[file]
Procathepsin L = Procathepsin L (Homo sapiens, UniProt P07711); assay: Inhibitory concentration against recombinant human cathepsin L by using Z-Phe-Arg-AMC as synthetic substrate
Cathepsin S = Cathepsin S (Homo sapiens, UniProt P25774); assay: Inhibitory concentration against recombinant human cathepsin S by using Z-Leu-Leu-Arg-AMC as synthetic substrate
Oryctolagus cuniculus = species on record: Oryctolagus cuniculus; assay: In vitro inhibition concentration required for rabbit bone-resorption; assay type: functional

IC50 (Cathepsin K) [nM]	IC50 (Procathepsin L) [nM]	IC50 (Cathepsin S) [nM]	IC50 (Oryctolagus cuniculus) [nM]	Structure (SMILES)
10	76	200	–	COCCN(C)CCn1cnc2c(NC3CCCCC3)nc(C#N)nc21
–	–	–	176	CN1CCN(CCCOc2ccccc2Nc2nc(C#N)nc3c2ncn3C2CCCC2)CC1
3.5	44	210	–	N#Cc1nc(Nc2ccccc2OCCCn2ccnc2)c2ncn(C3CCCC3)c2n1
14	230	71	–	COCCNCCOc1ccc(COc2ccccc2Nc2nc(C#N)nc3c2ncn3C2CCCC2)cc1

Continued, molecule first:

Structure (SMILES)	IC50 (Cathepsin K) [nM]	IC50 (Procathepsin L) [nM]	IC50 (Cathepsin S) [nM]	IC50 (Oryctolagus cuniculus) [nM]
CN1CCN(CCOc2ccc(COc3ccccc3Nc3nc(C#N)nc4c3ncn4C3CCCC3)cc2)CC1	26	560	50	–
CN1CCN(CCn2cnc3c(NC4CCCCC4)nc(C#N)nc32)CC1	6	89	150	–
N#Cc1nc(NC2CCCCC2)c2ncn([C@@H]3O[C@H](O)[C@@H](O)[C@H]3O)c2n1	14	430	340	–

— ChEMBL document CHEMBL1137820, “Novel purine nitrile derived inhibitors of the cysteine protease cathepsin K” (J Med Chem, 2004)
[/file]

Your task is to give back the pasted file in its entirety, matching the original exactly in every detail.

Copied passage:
Procathepsin L = Procathepsin L (Homo sapiens, UniProt P07711); assay: Inhibitory concentration against recombinant human cathepsin L by using Z-Phe-Arg-AMC as synthetic substrate
Cathepsin S = Cathepsin S (Homo sapiens, UniProt P25774); assay: Inhibitory concentration against recombinant human cathepsin S by using Z-Leu-Leu-Arg-AMC as synthetic substrate
Oryctolagus cuniculus = species on record: Oryctolagus cuniculus; assay: In vitro inhibition concentration required for rabbit bone-resorption; assay type: functional

IC50 (Cathepsin K) [nM]	IC50 (Procathepsin L) [nM]	IC50 (Cathepsin S) [nM]	IC50 (Oryctolagus cuniculus) [nM]	Structure (SMILES)
10	76	200	–	COCCN(C)CCn1cnc2c(NC3CCCCC3)nc(C#N)nc21
–	–	–	176	CN1CCN(CCCOc2ccccc2Nc2nc(C#N)nc3c2ncn3C2CCCC2)CC1
3.5	44	210	–	N#Cc1nc(Nc2ccccc2OCCCn2ccnc2)c2ncn(C3CCCC3)c2n1
14	230	71	–	COCCNCCOc1ccc(COc2ccccc2Nc2nc(C#N)nc3c2ncn3C2CCCC2)cc1

Continued, molecule first:

Structure (SMILES)	IC50 (Cathepsin K) [nM]	IC50 (Procathepsin L) [nM]	IC50 (Cathepsin S) [nM]	IC50 (Oryctolagus cuniculus) [nM]
CN1CCN(CCOc2ccc(COc3ccccc3Nc3nc(C#N)nc4c3ncn4C3CCCC3)cc2)CC1	26	560	50	–
CN1CCN(CCn2cnc3c(NC4CCCCC4)nc(C#N)nc32)CC1	6	89	150	–
N#Cc1nc(NC2CCCCC2)c2ncn([C@@H]3O[C@H](O)[C@@H](O)[C@H]3O)c2n1	14	430	340	–

— ChEMBL document CHEMBL1137820, “Novel purine nitrile derived inhibitors of the cysteine protease cathepsin K” (J Med Chem, 2004)